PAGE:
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City of Seattle
Ed Murray, Mayor
NEWS ADVISORY
SUBJECT: City prevails in lawsuits against SPD officers
FOR IMMEDIATE RELEASE:
4/23/2012  4:00:00 PM
FOR MORE INFORMATION CONTACT:
Kimberly Mills  (206) 684-8602


Two cases stemming from the actions of Seattle police officers in 2009 were resolved last week in the City’s favor.

On April 20 King County Superior Court Judge John P. Erlick dismissed a suit brought by the parents of Joseph Bernard Hradec, who was shot and killed in a confrontation with officers who responded to a domestic disturbance call on Jan. 14, 2009 at the Seals Motel in North Seattle where a female victim hysterically reported that she was being assaulted. Hradec failed to comply with police commands to let the victim go and give himself up. Instead he sprayed what police called a “chemical irritant" at the officers before coming at them with a large knife; police first used a Taser but that failed to subdue him.

The motion for summary judgment by the City’s attorney, Stephen Larson of Stafford Frey Cooper, argued that "the officers' use of force was lawful and reasonable and the officers are entitled to qualified immunity in their use of force." Previously, a King County inquest jury found the officers' use of force justified.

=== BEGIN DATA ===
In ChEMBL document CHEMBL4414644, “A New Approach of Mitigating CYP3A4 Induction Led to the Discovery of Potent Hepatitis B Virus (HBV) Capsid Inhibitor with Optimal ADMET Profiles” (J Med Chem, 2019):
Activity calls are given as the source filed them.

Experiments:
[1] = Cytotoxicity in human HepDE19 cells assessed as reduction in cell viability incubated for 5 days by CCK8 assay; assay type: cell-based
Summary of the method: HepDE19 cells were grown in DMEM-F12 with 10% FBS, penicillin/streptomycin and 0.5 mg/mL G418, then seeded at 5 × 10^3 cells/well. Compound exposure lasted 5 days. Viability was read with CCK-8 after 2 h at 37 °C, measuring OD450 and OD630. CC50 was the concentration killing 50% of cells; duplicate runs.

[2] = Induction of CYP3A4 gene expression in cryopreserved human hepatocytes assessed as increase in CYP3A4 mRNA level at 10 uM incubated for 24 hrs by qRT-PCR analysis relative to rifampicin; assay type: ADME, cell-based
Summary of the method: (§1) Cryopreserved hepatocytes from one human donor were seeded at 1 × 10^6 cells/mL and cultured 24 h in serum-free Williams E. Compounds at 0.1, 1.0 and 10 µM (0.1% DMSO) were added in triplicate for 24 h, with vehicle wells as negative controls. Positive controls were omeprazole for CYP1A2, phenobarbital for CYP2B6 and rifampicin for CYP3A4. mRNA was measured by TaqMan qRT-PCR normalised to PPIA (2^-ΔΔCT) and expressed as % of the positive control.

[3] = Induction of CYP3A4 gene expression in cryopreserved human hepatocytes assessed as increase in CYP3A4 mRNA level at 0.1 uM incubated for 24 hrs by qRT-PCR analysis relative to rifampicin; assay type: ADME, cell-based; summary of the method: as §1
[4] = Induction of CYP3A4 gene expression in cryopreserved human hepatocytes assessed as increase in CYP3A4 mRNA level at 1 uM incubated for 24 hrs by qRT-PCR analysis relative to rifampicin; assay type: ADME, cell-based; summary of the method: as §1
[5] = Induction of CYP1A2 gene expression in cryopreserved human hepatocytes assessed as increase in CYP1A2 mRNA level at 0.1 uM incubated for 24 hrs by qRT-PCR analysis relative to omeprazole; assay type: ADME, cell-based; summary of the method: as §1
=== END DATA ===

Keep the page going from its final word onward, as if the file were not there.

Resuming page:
In the second case, a federal jury reached a verdict in favor of the officer and rejected Demetrius James’ claim that the officer committed an assault by shooting him with a Taser through the open window of the car James was driving on July 6, 2009. Officers said they were attempting to investigate James’ car at 1917 S. Jackson St. because it had mismatched plates when James tried to flee, prompting one officer to fire his Taser. When James repeatedly refused commands to stop the car and drove toward another officer, that officer fired his service weapon, hitting James in the hand. The assault count regarding the use of a Taser was the last of several to be dealt with; earlier, U.S. District Judge James Robart dismissed James’ excessive-force claim involving the gunshot wound to James’ hand, saying it was reasonable that the officer thought his life was in danger when James’ car moved toward him.

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